"The Southampton slave insurrection" from History of American Conspiracies
In 1863, in the midst of the upheaval of the Civil War, Orville J. Victor published History of American Conspiracies, a Compendium of Treasonous and Rebellious Acts from 1760 to 1860, a work encompassing everything from Pontiac's rebellion to the treasons of Benedict Arnold and Aaron Burr. Nat Turner's rebellion earns an entire chapter, titled "The Southampton slave insurrection." Victor first emphasizes the importance of religion both to Turner as a man and to his success in initiating an uprising. Turner was a of a deeply religious bent, inborn from a young age, and, according to Victor, possessing a fervor and "power" that would have allowed him to be a "veritable Martin Luther" if he had not been born a slave. As it was, Turner saw portents from God that it was his calling to free blacks from oppression through violent insurrection. When the signs told Turner the time was right, he "harangued the men in his earnest, moving rhetoric, depicting the wretchedness of the negroes’ lot, and proving by Scripture that he was called to disenthrall." His religious fervor and impassioned rhetoric was enough to inspire his seven initial followers to join him in the killing of their white masters.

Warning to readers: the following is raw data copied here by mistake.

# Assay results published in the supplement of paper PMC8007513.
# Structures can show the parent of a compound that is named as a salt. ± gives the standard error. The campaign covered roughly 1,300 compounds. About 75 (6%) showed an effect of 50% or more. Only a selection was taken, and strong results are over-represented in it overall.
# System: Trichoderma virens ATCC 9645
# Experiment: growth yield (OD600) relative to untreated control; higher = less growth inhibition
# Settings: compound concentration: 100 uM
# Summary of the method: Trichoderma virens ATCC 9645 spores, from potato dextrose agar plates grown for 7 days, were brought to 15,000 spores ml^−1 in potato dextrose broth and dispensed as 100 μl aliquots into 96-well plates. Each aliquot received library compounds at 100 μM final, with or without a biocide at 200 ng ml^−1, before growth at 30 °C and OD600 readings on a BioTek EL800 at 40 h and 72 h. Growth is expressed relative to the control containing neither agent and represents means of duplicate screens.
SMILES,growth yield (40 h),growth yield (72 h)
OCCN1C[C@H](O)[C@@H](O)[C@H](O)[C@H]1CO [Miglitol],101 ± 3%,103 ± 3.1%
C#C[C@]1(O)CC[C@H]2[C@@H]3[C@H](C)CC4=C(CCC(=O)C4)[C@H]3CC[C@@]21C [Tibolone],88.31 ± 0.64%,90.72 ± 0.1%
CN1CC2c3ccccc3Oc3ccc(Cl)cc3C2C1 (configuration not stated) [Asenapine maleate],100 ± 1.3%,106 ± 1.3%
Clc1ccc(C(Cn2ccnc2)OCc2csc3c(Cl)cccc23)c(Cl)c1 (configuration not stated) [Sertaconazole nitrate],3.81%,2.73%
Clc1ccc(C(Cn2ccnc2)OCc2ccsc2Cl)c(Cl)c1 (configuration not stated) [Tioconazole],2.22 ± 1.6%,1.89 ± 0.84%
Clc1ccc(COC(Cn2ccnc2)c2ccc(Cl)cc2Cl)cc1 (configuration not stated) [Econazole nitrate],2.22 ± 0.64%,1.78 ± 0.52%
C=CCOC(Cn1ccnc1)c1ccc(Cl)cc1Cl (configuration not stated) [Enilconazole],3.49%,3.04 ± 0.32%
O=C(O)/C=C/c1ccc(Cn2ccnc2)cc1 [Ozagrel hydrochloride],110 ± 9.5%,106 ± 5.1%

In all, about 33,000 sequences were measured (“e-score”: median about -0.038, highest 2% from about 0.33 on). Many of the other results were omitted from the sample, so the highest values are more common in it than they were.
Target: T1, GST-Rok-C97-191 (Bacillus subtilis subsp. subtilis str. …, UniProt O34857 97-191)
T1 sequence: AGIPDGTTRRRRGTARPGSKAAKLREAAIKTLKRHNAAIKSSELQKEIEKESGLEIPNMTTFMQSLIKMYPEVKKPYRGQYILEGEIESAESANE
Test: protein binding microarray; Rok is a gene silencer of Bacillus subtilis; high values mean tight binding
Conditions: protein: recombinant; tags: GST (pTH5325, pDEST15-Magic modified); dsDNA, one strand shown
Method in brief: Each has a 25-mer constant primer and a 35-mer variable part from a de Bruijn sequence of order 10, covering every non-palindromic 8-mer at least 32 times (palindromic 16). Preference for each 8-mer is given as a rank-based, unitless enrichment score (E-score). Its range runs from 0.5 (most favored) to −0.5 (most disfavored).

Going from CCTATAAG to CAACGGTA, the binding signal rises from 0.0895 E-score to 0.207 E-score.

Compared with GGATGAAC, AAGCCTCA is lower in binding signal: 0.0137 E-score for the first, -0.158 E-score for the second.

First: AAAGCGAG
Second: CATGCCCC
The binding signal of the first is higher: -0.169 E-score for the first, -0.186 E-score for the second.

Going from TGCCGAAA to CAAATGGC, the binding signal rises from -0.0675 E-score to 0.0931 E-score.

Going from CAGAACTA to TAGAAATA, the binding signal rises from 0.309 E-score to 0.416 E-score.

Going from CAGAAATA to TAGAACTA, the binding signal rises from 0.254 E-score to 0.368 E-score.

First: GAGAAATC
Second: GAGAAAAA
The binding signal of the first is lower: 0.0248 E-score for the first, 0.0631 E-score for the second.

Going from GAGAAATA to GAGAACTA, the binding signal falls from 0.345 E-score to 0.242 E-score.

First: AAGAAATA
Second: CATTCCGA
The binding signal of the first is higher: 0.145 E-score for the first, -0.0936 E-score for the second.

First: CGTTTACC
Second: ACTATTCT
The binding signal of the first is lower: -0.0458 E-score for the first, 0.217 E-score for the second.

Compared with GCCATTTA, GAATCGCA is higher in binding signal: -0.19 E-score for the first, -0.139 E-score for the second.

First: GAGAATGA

While illustrating Turner's profound religious understanding and charismatic ability to gain followers, Victor consistently highlights the way slavery shaped Turner's intelligence and religion, turning them to purpose of freedom. Victor laments what a man of Turner's skills could have been, if born free. Slavery limited the outlets Turner had for his sharp intelligence and deep religious convictions. Without the constructive uses a free man might have made of such mental advantages, Turner was left no choice but to turn against the institution of slavery. When discussing the tragic aftermath of Turner's ill-fated rebellion, Victor continually circles back to the main cause of such rebellions: the inhumanity of the slave system. "Human nature is rarely so abased as not to love liberty. … So long as there is a slave there will be rebellion." To Victor, Turner, like all slaves, was a victim of the brutality of slavery, his spirit corrupted from birth by his treatment. In the end, he portrays Turner as a tragic figure, doomed to failure.
The full text of this work is available through the Internet Archive.
Orville J. Victor. "The Southampton slave insurrection." History of American Conspiracies. From the collection of the American Antiquarian Society.